line of thinking highlights issues like the New Economy, the emerging New Society, bioethics, political theory and even mathematics, subjects which, from this viewpoint, provide fine examples of the kind of theoretical interest capable of influencing the differences between modern architectural idioms in European countries and on the other side of the Atlantic. Herein lie the roots of modern-day social architecture. The differences lie in the extent to which these concepts are taken up and transformed into values destined to create differences. While remaining faithful to architectural methods and objects, attempts are now underway to modify architecture’s capacities and to view sociality in a different light. Not so long ago everything that was social belonged to the impoverished working class; today, the word social simply refers to communities living respectfully together and respecting Nature. This pinpoints what we expect from the future of architecture: macroengineering to change the face of the planet. Or, to put it more clearly, planning on a major scale. Floating cities powered by the sea, pyramids standing 2 km tall, and iceberg dams in the Antarctic. All very different projects, but with one thing in common: their size. Cities composed of towers serving public functions and communication systems working on various levels, horizontal lifts passing through the clouds, in part below ground, in part above ground, on land or out at sea. Big is not just beautiful, it is also necessary to guarantee a new way of life and new kind of behaviour. These are the differences of the future: buildings larger than the pyramids, more expensive than the Apollo project, more ambitious than the Petronas Towers. This will be the standard of tomorrow’s projects which, if they are actually built, might well be remembered as the new wonders of the world in the third millennium. So it is to be hoped that the architects who have worked at the highest levels all around the world distinguish between private architecture and architecture for the community. We need new exercises to ensure that the projects of the future stem from an intuitive sense of how the new society will develop, rather than simply reiterating personal styles. This vital search for truth, not to be confused with one's personal beliefs, should follow in the footsteps of, say, Palladio, to decipher the architect's trade. The truth, found in the contents of architectural design and in the craft of construction, must lie in the differences, since it is not just an opinion. According to contemporary culture, it is impossible for the experience of architecture and for our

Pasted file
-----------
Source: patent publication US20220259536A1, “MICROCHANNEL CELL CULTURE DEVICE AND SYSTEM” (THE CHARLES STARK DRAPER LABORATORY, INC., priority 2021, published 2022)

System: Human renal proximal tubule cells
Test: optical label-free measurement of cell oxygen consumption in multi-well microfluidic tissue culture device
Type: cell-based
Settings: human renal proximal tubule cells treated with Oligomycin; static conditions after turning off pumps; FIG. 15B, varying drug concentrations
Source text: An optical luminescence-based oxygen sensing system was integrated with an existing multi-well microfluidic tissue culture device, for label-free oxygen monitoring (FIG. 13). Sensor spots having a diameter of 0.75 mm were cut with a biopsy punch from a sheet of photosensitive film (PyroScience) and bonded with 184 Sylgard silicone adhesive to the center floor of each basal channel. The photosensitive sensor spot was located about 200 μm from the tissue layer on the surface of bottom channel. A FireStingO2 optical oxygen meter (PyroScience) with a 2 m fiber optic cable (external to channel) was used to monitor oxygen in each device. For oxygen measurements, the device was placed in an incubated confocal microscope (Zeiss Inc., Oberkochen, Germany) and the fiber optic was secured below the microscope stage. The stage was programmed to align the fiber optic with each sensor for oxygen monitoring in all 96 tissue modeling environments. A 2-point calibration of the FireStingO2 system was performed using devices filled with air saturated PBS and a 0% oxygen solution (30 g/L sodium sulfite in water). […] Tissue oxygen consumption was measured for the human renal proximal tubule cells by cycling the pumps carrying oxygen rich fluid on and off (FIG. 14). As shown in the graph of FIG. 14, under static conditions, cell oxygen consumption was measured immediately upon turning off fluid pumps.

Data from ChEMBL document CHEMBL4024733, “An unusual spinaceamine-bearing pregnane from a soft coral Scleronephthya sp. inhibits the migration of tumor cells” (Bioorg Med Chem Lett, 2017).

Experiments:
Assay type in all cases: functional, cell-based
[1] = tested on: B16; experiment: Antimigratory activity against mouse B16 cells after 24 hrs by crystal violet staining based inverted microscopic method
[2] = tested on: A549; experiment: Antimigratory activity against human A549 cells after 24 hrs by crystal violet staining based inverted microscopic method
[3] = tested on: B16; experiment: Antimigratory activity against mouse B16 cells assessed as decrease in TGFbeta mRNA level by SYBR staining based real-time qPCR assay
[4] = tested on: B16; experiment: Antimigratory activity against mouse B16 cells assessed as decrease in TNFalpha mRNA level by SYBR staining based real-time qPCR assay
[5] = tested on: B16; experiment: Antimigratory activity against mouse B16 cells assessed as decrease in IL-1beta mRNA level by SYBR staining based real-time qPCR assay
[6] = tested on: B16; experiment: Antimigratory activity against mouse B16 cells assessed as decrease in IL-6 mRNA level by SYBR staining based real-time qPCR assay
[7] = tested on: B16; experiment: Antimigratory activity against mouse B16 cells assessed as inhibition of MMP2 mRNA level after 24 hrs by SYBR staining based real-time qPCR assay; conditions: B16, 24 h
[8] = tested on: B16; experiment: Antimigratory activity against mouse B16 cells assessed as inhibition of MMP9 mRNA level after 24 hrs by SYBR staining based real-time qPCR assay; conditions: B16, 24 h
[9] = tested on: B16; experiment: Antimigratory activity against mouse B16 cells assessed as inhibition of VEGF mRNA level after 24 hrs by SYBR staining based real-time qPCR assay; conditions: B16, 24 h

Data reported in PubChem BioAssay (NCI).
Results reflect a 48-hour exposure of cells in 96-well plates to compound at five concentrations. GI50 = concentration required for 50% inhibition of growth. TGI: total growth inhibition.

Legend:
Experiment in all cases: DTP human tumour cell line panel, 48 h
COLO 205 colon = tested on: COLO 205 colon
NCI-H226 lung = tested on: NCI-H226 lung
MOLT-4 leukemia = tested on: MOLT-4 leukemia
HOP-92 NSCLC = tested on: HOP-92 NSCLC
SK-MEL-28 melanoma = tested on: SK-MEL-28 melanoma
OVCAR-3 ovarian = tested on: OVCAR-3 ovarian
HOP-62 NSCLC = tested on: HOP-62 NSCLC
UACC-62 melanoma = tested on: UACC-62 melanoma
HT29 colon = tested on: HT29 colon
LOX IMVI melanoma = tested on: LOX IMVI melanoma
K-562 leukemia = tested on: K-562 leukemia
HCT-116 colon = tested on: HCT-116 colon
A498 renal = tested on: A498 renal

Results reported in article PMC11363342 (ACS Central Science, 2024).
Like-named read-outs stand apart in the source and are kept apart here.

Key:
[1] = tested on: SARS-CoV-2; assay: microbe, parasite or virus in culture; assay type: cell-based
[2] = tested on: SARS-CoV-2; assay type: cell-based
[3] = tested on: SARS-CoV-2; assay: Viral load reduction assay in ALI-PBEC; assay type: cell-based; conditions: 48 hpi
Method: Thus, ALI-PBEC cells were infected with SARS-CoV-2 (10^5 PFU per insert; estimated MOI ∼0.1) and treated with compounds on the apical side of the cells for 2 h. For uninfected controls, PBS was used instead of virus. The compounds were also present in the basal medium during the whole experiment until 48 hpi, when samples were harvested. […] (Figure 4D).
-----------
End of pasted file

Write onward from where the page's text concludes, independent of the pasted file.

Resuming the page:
world to be enlightened and guided by indisputable, definitive knowledge, in other words, by the truth. But nowadays this theory tends to be expressed rather blandly. It has turned into a formula, a cliché applauded the more it is heard, particularly if it is uttered by so-called famous voices. It lives off its reputation, after thinkers like Friedrich Nietzsche, Giovanni Gentile and, first and foremost, Giacomo Leopardi bore the immense burden of fighting the western tradition whereby truth is seen as incontrovertible, definitive knowledge of the world. So it is complexity which provides a clear reading of the differences between the compound architecture of Europe and the architecture found on the other side of the Atlantic. How many other reasons are there for these differences? What are the reasons for an architecture that expresses itself in consonants or vowels but still cannot find a language capable of uttering the full sentence of style. A complete and new style reflecting the age we live in. Capable of expressing our sentiments, possibly shared by people all over the world, an expression of how we have embraced new technology and, above all, new mathematics, which only our personal computers are capable of deciphering to teach us a new language. Today, we no longer use money, just a small piece of plastic, but in the meantime we have forgotten how to carry out simple operations like extrapolating a square root. What is certain is that architecture today presents enormous difference, differences that are difficult to decipher considering that people, in any case, are always the same.